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anzafrank

Brightening up the treble on an older Bird?

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It's been my experience with the older Humming birds (70's, and not sure about the new one's) and my 86 J-30 that the first string is a bit dead compared to the thunderous base the guitar puts out, and that loud/round/full sound to my ears is the very best for voice accompaniment that I have ever heard, bar none.

 

However, I would like a little more treble out of the first, second, and maybe even the third string, and was wondering if any here have tried going a bit heavier on the first, second and maybe the third string to get a little more ring out a light or medium gage string set.

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First thing would be to press down some bone pins.

That probably wouldn't be enough so next step could be as wild as brass ditto (which I've never tried).

Then there is the strings - go bronze and let them fade til they become barbed-wire. Others here may have better suggestions - nickle fx.

Highs aren't an issue for me on these guitars. I tend to find them a bit brittle or thin when not tuned half a step down.

So actually not the right person to ask (my experience with 70's version are far behind), but 1 last thing :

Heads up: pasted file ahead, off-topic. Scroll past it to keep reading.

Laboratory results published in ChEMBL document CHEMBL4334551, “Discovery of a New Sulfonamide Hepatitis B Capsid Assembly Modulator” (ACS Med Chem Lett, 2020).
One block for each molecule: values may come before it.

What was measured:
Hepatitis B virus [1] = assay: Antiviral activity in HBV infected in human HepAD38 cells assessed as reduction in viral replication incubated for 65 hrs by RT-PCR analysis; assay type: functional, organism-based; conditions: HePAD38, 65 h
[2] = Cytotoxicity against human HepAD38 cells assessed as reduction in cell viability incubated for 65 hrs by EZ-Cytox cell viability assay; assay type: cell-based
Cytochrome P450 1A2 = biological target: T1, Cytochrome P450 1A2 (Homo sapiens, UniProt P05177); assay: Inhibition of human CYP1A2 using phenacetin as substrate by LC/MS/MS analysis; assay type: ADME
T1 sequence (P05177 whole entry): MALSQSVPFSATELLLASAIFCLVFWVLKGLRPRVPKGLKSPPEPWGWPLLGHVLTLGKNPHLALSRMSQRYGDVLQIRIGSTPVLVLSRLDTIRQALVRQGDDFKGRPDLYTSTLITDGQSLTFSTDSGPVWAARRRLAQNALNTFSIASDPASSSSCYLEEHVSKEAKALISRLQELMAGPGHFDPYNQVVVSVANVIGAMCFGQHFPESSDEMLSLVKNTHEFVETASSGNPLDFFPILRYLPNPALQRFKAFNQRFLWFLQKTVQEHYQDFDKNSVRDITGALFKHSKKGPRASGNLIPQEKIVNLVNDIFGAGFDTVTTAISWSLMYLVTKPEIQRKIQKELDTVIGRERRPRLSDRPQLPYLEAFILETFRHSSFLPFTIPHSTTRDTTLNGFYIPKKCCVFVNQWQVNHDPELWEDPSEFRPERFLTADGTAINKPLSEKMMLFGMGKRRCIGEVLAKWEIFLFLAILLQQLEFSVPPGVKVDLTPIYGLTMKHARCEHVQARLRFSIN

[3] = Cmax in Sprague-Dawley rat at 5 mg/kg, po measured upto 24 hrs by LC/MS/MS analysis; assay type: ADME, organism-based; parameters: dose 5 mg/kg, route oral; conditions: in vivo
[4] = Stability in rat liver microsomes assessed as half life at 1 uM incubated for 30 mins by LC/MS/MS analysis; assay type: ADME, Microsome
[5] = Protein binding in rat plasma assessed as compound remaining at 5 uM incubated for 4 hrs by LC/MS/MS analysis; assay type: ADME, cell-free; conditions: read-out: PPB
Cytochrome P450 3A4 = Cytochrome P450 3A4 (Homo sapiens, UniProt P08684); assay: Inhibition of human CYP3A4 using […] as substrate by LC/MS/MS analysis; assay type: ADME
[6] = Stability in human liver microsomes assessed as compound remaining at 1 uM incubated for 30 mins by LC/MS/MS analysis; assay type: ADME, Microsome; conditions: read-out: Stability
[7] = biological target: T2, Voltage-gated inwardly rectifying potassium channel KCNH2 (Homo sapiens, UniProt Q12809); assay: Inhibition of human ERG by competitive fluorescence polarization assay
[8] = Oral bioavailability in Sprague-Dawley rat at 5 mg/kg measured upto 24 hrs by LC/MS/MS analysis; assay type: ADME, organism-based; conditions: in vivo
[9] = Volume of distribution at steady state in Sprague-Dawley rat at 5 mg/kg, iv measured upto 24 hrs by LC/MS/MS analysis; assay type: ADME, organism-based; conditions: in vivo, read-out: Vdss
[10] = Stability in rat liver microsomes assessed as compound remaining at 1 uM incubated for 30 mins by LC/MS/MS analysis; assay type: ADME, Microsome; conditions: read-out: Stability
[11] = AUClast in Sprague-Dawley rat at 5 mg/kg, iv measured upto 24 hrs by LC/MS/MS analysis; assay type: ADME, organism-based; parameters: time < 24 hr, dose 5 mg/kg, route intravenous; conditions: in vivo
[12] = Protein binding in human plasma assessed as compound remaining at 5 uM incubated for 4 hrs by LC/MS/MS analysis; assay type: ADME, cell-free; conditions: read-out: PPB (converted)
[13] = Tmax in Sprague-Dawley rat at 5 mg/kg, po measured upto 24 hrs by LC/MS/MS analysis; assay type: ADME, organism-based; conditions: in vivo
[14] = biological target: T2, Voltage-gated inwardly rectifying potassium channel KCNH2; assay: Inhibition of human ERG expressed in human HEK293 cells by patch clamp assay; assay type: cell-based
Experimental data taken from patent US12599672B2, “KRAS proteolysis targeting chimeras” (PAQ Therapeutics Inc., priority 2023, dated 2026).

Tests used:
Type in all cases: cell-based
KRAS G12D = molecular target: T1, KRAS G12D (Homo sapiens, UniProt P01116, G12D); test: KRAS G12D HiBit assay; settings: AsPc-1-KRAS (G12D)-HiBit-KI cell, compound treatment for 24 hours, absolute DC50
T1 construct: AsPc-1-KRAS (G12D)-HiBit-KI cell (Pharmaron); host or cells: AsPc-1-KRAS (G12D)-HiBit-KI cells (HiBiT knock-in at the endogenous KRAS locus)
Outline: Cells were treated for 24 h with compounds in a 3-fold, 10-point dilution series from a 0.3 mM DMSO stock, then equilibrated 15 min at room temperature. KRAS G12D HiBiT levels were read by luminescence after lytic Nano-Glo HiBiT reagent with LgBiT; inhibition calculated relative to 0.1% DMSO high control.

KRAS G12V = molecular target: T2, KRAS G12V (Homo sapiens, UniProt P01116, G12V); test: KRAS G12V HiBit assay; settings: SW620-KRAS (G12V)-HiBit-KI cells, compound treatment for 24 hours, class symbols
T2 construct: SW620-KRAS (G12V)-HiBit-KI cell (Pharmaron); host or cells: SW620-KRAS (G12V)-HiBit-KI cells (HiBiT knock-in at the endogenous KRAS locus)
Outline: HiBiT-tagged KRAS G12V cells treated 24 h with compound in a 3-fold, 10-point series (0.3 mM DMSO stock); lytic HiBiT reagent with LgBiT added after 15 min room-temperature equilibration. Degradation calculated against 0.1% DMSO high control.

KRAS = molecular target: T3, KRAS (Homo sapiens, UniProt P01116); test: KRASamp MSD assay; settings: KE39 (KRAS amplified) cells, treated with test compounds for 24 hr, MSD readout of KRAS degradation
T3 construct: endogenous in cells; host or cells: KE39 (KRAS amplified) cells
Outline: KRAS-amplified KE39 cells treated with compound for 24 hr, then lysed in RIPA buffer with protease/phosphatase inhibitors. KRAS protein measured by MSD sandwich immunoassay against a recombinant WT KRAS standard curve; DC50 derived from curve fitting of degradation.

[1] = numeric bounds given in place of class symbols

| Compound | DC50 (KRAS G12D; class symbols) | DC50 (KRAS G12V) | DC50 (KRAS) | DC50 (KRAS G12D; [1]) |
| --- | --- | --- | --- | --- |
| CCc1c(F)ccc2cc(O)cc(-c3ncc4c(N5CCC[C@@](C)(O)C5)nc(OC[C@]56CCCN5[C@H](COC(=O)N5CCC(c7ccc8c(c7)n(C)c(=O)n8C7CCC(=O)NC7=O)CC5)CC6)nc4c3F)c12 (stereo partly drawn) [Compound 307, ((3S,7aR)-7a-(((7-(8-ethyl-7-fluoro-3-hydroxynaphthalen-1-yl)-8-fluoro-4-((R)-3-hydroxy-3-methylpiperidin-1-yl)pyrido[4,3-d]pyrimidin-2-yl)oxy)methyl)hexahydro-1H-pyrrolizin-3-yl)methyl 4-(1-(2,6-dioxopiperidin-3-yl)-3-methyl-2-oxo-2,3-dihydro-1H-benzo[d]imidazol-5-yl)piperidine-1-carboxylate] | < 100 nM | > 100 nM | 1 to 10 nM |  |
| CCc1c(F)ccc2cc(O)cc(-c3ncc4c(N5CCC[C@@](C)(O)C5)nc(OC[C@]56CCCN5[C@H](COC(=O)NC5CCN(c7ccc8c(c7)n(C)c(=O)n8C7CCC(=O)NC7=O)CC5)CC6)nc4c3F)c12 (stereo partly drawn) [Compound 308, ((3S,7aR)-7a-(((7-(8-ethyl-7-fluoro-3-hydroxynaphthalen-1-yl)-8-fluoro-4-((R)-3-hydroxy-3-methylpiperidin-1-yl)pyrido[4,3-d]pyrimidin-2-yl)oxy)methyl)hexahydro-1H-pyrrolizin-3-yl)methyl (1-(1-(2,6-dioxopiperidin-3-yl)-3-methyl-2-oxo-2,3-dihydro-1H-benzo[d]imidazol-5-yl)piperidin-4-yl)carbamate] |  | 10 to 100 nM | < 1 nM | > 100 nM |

D'you have a bone saddle, , , and nut for that matter.

 

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Not knowing whether issues on '70s HBIrds you experienced occurred back then, or more recently - nor whether it is related to an '86 J30 - but assuming you're looking to fix a problem with quiet trebles on your J30 now, I'd first look under the saddle and make sure it's 100% flat and even and it is making direct contact with the spruce underneath. If it is - then I'd proceed with Em7 and Lars' suggestions. Well, actually, I'd do what they say anyway. But, first, it would be valuable to know if the problem is being caused by an uneven saddle. G'Luck.

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String wise, I go D’Addario PB EXPs if I want to brighten a guitar, Martin 80/20 SPs if I want neutrality or Martin SP Lifespan 80/20s if I want to darken a bright guitar.

 

Bone saddle and pins will brighten and harden the top end down into the upper mids, and add clarity to the bass.

 

Bone saddle and brass pins will be the brightest combo of the lot. Maybe too bright-if you just want the plain strings to ring more, try bone pins for EADG and brass for B and E.

 

Plenty of ways to spin this...just keep experimenting!

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And get a mirror and a flashlight and make sure the bridge pins (try diamond - the hardest substance known to man) are securely nestled against a sound bridge plate.

And I would deep six any idea of using the light strings you mentioned in any case.